After three months in the office, I knew I made the right move for myself professionally because: 1) I’ve learned a lot about the O&G industry, which is an area with challenging concepts that I have little knowledge about; 2) I have more responsibilities in the job because the local finance team is running very lean for an almost four billion dollar business; 3) The office culture is pretty laid back and I love the team. We have been joking that the culture was driven by the cowboy spirits.

In terms of living in Houston, I do find my friend’s warning of “Houston being industrial” quite true. The city is very commuter driven, consisting of circles of highways. All this concrete takes over the space for nature. Gone are the days when I could easily access parks, running/biking trails, and lakes. As a runner for more than two years now, I found my outdoor running trails somewhat limited. Memorial Park and the trail circling Rice University are my go-tos now, the latter of which is particularly appreciated due to the shade it provides in the summer.

Despite not being very walkable or nature friendly, Houston still has a lot to offer. Without a doubt, I love the pleasant sunny days three fourths of the year, skipping the three months of hot and humid summer. That’s certainly something to brag about when the northern US experiences snow storms in the winters! It took me a move out of the familiar Midwest to realize how important sunshine is to me, when I get to enjoy it more! What’s more, being the fourth most populated metro city in the country, Houston has a very diverse demographic. I love that people could simply order lunch in Spanish, or that I could easily find authentic Chinese dishes. Further, a lot of people in Houston are transplants just like me, continuously pumping new energy into the city and easing up the friends-making process.

Though people are generally open to meeting new people, I still need to make an effort to reach out. There is someone on my floor that works in a different group that I usually say hi to. One day I asked her out to lunch and found that she was relatively new to the city just like me. She also mentioned wanting to enjoy the Houston classical music scenes, but didn’t know anyone here to go with. By the end of the lunch, we agreed that we would go to Houston Symphony together next time! Now I wish I had initiated lunch earlier. One way I tried to meet people is to use The website hosts a substantial number of interest groups organized by enthusiastic volunteers. Had I still been in Minnesota, I would have hang out with friends from college and followed my usual pastime routine. The Meetup group usually organizes various events that are not necessarily considered “my routine”. But the goal of meeting people and making friends motivated me to try a lot of new activities, such as indoor rock climbing, topgolf, rollerblading, flag football, etc. I am getting used to trying new things now and not that afraid of failures or being judged, which I am quite proud of.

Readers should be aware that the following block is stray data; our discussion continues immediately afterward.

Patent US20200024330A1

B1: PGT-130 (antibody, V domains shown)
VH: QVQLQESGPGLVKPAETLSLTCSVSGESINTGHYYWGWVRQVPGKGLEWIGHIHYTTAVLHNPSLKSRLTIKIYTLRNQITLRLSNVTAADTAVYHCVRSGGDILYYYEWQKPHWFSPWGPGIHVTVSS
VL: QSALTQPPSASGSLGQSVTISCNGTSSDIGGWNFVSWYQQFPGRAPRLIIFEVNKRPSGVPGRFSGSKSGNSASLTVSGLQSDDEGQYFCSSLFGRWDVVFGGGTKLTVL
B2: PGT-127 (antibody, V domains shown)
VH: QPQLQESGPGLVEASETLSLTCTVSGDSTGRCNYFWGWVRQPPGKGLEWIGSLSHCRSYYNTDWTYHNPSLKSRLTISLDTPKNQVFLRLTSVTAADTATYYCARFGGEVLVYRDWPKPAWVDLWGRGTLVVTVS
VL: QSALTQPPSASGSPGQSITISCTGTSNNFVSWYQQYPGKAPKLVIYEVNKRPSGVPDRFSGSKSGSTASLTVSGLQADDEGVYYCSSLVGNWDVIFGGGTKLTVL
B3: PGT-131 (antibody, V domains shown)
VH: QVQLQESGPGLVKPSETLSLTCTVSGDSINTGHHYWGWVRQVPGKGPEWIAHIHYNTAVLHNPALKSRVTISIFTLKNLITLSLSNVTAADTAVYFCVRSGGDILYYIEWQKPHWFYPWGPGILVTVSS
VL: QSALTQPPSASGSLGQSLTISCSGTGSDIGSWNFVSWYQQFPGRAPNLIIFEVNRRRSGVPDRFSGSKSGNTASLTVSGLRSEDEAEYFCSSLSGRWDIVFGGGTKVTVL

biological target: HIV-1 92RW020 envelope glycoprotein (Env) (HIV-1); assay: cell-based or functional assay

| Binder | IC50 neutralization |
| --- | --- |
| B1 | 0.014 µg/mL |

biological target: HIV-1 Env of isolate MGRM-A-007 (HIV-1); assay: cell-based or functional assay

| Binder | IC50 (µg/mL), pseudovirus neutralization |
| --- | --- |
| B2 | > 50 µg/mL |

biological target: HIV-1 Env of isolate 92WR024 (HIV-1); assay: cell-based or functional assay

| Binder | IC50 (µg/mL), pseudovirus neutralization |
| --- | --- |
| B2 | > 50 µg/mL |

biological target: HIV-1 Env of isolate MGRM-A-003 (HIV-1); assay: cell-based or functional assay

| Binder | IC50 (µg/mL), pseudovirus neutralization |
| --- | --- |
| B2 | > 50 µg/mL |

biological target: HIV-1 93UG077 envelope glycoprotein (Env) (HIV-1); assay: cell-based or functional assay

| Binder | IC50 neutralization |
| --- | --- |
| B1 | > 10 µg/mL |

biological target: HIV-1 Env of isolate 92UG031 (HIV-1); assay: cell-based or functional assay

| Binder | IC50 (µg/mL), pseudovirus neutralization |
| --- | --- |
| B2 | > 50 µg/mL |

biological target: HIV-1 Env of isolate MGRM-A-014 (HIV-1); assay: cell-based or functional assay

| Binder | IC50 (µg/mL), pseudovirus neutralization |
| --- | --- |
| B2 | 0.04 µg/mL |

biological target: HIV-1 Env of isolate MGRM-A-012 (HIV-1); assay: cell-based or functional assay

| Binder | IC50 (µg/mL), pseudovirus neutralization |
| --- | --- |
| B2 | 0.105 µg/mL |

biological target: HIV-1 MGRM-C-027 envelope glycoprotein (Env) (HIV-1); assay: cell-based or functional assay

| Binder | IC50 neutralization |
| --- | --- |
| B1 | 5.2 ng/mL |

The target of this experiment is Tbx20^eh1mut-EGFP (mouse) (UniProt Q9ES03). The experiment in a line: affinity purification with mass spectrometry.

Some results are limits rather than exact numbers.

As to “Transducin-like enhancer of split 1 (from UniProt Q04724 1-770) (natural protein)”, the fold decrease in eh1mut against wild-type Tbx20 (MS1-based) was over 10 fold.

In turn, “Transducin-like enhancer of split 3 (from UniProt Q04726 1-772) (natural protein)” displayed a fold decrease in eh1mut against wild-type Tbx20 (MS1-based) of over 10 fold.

Within this past year, I have hosted two visitors. At a disadvantage of Houston not being a top destination city for leisure, for each visit, I planned fun events in Houston with diverse points of interests, such as science, art, nature, food, etc. Then it dawned on me that I am no longer new in town and could be just as informed as a local Houstonian. There are still many places on my to-explore list, so I can’t wait to see what else Houston has to offer!